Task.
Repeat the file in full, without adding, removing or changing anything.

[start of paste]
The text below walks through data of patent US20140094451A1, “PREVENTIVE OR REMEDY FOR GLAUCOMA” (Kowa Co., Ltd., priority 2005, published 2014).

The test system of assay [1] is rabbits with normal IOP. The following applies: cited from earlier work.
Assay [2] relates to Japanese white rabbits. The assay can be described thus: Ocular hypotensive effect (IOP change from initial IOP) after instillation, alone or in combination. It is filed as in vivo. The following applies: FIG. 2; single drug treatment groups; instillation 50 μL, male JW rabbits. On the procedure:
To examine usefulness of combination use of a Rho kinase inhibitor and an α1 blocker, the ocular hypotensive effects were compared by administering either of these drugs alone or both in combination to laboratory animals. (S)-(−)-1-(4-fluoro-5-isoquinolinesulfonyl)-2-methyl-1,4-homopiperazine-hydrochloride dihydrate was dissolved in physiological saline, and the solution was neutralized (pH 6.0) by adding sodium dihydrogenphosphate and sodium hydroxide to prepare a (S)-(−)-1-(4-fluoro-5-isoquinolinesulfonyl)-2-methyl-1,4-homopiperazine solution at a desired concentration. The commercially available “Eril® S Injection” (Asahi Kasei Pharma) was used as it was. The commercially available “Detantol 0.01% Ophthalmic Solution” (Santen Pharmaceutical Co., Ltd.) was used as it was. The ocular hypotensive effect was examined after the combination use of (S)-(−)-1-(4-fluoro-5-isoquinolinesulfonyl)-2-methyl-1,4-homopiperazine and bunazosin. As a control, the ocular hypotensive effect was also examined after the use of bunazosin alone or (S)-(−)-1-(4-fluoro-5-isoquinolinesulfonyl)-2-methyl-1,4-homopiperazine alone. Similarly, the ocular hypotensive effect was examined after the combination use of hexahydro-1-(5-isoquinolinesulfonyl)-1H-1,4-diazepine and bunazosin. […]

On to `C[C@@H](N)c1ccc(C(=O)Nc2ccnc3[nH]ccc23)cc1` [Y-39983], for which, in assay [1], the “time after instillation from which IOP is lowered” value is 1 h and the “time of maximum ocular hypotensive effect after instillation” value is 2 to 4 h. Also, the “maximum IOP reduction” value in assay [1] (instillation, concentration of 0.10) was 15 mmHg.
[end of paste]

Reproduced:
The text below walks through data of patent US20140094451A1, “PREVENTIVE OR REMEDY FOR GLAUCOMA” (Kowa Co., Ltd., priority 2005, published 2014).

The test system of assay [1] is rabbits with normal IOP. The following applies: cited from earlier work.
Assay [2] relates to Japanese white rabbits. The assay can be described thus: Ocular hypotensive effect (IOP change from initial IOP) after instillation, alone or in combination. It is filed as in vivo. The following applies: FIG. 2; single drug treatment groups; instillation 50 μL, male JW rabbits. On the procedure:
To examine usefulness of combination use of a Rho kinase inhibitor and an α1 blocker, the ocular hypotensive effects were compared by administering either of these drugs alone or both in combination to laboratory animals. (S)-(−)-1-(4-fluoro-5-isoquinolinesulfonyl)-2-methyl-1,4-homopiperazine-hydrochloride dihydrate was dissolved in physiological saline, and the solution was neutralized (pH 6.0) by adding sodium dihydrogenphosphate and sodium hydroxide to prepare a (S)-(−)-1-(4-fluoro-5-isoquinolinesulfonyl)-2-methyl-1,4-homopiperazine solution at a desired concentration. The commercially available “Eril® S Injection” (Asahi Kasei Pharma) was used as it was. The commercially available “Detantol 0.01% Ophthalmic Solution” (Santen Pharmaceutical Co., Ltd.) was used as it was. The ocular hypotensive effect was examined after the combination use of (S)-(−)-1-(4-fluoro-5-isoquinolinesulfonyl)-2-methyl-1,4-homopiperazine and bunazosin. As a control, the ocular hypotensive effect was also examined after the use of bunazosin alone or (S)-(−)-1-(4-fluoro-5-isoquinolinesulfonyl)-2-methyl-1,4-homopiperazine alone. Similarly, the ocular hypotensive effect was examined after the combination use of hexahydro-1-(5-isoquinolinesulfonyl)-1H-1,4-diazepine and bunazosin. […]

On to `C[C@@H](N)c1ccc(C(=O)Nc2ccnc3[nH]ccc23)cc1` [Y-39983], for which, in assay [1], the “time after instillation from which IOP is lowered” value is 1 h and the “time of maximum ocular hypotensive effect after instillation” value is 2 to 4 h. Also, the “maximum IOP reduction” value in assay [1] (instillation, concentration of 0.10) was 15 mmHg.